More than a million children in Colorado and millions more across the nation will begin receiving $250 to $300 a month from the IRS on Thursday under Sen. Michael Bennet’s ambitious plan to cut child poverty in half with an amped-up child tax credit.
Unfortunately, the families most in need of this money – the very poorest in America – won’t get the money unless they inform the IRS of their eligibility by logging into a portal and providing their kids’ social security numbers and their own income information.
We wish the opposite were true, but because those couples filing tax returns together making less than about $24,000 don’t have to file tax forms, they will have to be proactive to get the enhanced child tax credit. Everyone who filed tax documents in 2020 will automatically get the money, and most will have the cash magically appear in their IRS-linked bank accounts.
The beauty of Bennet’s enhanced child tax credit is the potential it has to help those in poverty. It’d be a shame if they missed out, so we are trying to get the word out. The IRS has launched a website to help make sure everyone who is eligible gets their money, and those who don’t want to get the money opt-out.
Bennet’s dream – only temporary now as part of the American Rescue Plan – is to make the increased child tax credit a permanent feature of the U.S. tax code giving parents with young children resources for child care, housing, food and, well, anything. It’s a plan we support.
Tax breaks for parents have long been a part of the U.S. tax code.
President Donald Trump included $2,000 annual child tax credits in his 2017 Tax Cuts and Jobs Act, however, that credit was non-refundable, meaning it primarily benefited middle-class and upper-middle-class families. In fact, the income threshold under that law to get the tax credit was an incredible $400,000 of taxable income for a family married filing jointly. But those families that made so little they weren’t paying enough taxes to be refunded received no benefit from it, or only a partial benefit up to the amount of tax liability they had at the end of the year.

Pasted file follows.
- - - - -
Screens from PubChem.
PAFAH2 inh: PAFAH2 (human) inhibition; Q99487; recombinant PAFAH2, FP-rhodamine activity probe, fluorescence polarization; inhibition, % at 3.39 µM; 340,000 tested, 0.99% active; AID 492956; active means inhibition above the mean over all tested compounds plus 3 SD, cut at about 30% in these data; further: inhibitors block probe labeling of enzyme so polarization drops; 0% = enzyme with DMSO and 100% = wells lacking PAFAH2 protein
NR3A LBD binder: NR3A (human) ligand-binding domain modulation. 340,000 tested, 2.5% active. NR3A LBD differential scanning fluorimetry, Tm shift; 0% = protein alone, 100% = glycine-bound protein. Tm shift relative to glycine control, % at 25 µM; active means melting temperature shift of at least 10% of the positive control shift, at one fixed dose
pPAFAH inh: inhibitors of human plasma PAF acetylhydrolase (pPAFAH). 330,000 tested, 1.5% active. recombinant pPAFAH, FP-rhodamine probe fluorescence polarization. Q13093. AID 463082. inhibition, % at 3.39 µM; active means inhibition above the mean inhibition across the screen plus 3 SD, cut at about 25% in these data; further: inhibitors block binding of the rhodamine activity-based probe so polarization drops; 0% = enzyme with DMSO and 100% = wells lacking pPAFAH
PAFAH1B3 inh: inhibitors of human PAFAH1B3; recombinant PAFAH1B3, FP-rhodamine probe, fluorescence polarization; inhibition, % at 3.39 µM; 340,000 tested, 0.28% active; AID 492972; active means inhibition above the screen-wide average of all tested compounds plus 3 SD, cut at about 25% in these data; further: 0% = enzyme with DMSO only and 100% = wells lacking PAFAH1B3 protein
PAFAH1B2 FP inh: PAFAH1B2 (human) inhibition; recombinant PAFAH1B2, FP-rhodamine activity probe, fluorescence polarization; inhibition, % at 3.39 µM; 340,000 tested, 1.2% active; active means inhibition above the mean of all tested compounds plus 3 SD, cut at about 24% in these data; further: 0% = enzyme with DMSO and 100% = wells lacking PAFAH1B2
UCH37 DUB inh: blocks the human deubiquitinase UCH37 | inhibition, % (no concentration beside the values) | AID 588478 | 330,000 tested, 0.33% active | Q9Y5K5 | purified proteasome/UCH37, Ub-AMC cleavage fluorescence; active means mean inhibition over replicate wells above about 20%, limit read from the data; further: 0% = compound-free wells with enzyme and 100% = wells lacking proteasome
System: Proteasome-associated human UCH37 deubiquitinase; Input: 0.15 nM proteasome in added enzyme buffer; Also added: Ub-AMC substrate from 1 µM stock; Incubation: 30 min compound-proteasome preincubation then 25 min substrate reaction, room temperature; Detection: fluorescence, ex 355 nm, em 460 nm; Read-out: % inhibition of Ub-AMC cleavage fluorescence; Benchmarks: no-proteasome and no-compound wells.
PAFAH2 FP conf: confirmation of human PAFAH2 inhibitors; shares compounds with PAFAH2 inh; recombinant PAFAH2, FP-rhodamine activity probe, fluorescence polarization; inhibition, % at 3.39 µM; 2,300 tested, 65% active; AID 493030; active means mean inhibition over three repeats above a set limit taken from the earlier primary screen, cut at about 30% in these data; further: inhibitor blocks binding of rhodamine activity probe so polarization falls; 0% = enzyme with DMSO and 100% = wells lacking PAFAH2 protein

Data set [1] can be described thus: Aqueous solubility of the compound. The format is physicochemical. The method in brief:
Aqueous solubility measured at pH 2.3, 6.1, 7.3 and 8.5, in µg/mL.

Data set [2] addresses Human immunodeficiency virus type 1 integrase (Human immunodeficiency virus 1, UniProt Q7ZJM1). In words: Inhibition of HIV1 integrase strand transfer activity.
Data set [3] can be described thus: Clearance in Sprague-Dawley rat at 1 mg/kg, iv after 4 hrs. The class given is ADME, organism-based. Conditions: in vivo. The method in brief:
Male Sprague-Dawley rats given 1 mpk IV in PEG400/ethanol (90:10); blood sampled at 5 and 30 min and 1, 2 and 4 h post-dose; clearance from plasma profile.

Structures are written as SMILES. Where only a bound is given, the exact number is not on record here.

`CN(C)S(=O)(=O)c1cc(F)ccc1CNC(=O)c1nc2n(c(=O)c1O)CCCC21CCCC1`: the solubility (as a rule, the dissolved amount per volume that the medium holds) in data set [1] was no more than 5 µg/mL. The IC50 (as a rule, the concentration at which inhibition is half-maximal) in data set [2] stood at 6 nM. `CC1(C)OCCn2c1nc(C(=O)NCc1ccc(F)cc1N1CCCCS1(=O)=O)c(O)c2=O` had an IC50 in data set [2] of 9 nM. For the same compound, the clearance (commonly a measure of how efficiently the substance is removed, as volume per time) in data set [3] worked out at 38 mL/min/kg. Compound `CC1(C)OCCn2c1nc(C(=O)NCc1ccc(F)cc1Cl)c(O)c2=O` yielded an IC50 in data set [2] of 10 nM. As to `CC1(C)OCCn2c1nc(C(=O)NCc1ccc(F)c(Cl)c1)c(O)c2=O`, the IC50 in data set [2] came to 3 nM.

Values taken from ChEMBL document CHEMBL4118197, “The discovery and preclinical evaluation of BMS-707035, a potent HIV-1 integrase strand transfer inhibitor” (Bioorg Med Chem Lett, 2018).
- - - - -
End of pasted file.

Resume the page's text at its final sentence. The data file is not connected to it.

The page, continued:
We think a tax policy to help children should be focused at the lower ends of the income threshold, not at the upper ends, and that it should include a good swath of middle-income Americans who also are struggling with huge student loans, unprecedented housing costs, health insurance gouging, and exorbitant child care costs.
Bennet’s proposal, which is getting a trial run this year as part of President Joe Biden’s stimulus plan, will increase the Trump tax credit to $3,000 for children between 6 and 17, and $3,600 for younger children. More importantly, it makes the tax credit fully refundable; meaning families that make too little to pay taxes will receive the full tax credit. Bennet’s plan also makes the tax credit paid out on a monthly basis instead of at the end of the year.
It’s a novel, thoughtful approach to the needs of lower-income American families. Wisely, Bennet’s plan lowers the income threshold for the increased pavements to a much more reasonable level – a married couple filing their taxes jointly with a taxable income of $150,000 a year. Those making more than that, but less than $400,000, will still receive the $2,000 tax credit.
Bennet’s team expects the monthly payments to roll out smoothly. The website above also includes places for folks to change their status or update their bank account information.
Fraud, like the organized crime that has plagued the increased unemployment benefits, is unlikely, given that the IRS requires social security codes for children and generally has records making it easier to verify how many children someone claims and their taxable income reported through employers.
For the child tax credit to be as successful as Bennet and others hope — including Republicans who put a scaled-back version of it in the 2017 tax reform — lower-income Americans have to be able to access it. We hope resources will be poured into making sure those most in need get their tax credits too.
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